Inside a growhouse at PharmaCann in Hamptonburgh, New York
Inside a growhouse at PharmaCann in Hamptonburgh, New York - 
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With recreational marijuana getting all the attention these days, it’s easy to forget how far the medical marijuana industry has come since California became the first state to legalize medical marijuana in 1996. Today, Arcview Market Research estimates that the legal medical marijuana industry pulls in $4.7 billion in consumer spending.

But as a business, things haven’t gotten any easier for medical marijuana growers. Take PharmaCann, a medical marijuana provider with dispensaries in New York and Illinois. Facing a complicated landscape where bank loans and mortgages are all but impossible, it recently sold its facility in Hamptonburgh, New York to a San Diego-based company, in order to raise money to run its business.

From the outside, the lab looks more like a storage facility than a fancy grow lab. Inside, there’s no tinfoil on the windows or purple grow lights hanging from the ceiling. Between the pressurized rooms, sophisticated lab equipment and bar-coded marijuana cuttings, you'd think you were visiting Pfizer or Johnson & Johnson. PharmaCann grows its plants here, extracts the cannabis oil and send it to its dispensaries the form of things like vape cartridges or tinctures.

All that setup requires heavy investment. There’s the state of the art lab, which PharmaCann says cost $25 million, and several six-figure salaries to lure chemists and scientists from the pharma world. Plus, there’s the price of doing business when your product is legal in some states, but still outlawed by the federal government.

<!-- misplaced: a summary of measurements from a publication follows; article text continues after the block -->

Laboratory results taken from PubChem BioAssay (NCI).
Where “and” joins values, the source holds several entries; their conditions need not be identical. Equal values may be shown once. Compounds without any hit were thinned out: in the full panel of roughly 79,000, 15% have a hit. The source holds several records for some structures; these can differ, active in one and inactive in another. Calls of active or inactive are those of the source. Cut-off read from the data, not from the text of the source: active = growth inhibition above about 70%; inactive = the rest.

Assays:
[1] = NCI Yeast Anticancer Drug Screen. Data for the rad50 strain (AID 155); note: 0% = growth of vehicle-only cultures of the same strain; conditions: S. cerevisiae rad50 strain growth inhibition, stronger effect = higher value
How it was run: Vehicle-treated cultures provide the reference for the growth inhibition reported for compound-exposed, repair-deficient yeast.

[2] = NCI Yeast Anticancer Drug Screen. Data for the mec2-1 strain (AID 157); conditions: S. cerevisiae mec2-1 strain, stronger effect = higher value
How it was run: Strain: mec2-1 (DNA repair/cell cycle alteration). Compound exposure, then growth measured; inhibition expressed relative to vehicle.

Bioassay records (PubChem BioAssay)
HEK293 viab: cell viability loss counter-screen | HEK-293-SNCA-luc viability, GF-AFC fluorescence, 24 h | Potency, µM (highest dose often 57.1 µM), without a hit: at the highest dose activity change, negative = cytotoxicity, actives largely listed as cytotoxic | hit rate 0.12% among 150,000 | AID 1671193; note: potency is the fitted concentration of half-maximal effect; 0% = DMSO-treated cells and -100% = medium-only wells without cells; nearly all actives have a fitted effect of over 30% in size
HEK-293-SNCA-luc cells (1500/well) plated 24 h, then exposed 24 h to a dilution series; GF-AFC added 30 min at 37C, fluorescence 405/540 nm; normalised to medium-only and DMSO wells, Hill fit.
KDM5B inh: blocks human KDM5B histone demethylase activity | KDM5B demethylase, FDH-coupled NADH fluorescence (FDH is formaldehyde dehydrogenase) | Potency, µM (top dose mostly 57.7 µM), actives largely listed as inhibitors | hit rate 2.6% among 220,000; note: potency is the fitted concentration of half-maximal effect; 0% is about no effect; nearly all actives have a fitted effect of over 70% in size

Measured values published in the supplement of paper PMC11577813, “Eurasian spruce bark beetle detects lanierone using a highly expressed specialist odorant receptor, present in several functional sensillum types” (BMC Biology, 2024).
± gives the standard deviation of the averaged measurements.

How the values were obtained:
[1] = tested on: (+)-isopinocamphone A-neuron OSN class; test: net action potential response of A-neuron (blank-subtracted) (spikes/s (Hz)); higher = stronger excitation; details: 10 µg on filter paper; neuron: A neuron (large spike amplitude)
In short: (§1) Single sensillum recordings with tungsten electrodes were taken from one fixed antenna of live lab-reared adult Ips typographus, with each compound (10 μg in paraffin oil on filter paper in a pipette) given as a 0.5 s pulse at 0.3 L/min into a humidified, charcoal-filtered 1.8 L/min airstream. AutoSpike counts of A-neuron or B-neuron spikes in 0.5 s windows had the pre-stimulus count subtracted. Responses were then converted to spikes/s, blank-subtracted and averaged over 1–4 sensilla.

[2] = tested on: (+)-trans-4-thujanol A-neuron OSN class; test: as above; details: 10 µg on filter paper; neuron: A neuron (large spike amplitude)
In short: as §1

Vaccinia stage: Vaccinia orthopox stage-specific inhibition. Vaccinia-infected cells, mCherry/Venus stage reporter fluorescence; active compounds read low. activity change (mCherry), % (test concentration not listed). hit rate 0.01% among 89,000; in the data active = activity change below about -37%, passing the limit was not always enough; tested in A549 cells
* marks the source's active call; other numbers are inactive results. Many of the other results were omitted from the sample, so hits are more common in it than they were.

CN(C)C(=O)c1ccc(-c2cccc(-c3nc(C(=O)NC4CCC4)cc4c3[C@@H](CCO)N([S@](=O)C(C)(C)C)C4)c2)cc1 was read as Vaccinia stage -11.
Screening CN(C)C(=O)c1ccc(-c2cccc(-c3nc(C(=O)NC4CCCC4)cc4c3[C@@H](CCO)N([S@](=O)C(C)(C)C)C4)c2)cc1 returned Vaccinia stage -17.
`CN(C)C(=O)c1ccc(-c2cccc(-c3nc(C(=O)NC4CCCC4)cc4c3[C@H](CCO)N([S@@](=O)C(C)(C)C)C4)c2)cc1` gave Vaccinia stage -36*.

Lab technician Dana Radzicki with a handful of vape cartridges, about to be shipped to PharmaCann's dispensaries
Lab technician Dana Radzicki with a handful of vape cartridges, about to be shipped to PharmaCann's dispensaries - 

"Nothing's easy," said Jeremy Unruh, PharmaCann's general counsel and chief compliance officer. "Everything costs more. And everybody has a service to provide. And everybody wants to charge a premium for that service."

Unruh said just getting a $5,000 line of credit at a Staples or OfficeMax is complicated, or getting the cable company to come out and hook up your data line. Without easy access to capital, companies like PharmaCann often have to resort to other methods of raising money, like draining their own investments and asking friends or family.

Innovative Industrial Properties, the San Diego-based company that bought PharmaCann's lab, sees this issue as a business opportunity. IIP is what's called a real estate investment trust, or REIT. It seeks to buy up properties like PharmaCann's lab and lease them back to the original owners. When IIP bought PharmaCann's facility and land last December, PharmaCann received $30 million to run its business. IIP received a piece of property that might grow in value. 

"It also gives shareholders the opportunity to invest in a cannabis-related business," said Paul Smithers, president and CEO of IIP.

That's because REITs, which typically package properties like hotels or shopping malls, often sell shares in the trust to investors. IIP, the first cannabis-related REIT, went public last December, becoming the first cannabis-related company to be traded on the New York Stock Exchange. 

A view of a PharmaCann growhouse.
A view of a PharmaCann growhouse. - 

"It hasn’t been very easy for the average lay person to participate in this industry, but this is one way to enter," said Paul Habibi, continuing lecturer of finance and real estate at UCLA Anderson Graduate School of Management.

As an investment, IIP isn't without risk — there's the ongoing legal debate over marijuana and law enforcement. And while IIP plans to buy up more marijuana labs, the PharmaCann lab is IIP's only property so far.

"There’s been some scientific research into this that actually says if you were to pick out individual stocks, you’d need to get to about 30 random stocks, before you actually diversify away what we call idiosyncratic risk, within each specific stock, or in this case, each individual property," Habibi said.

Still, he said, if this novelty approach pays off, other unique industries could give the REIT model a chance.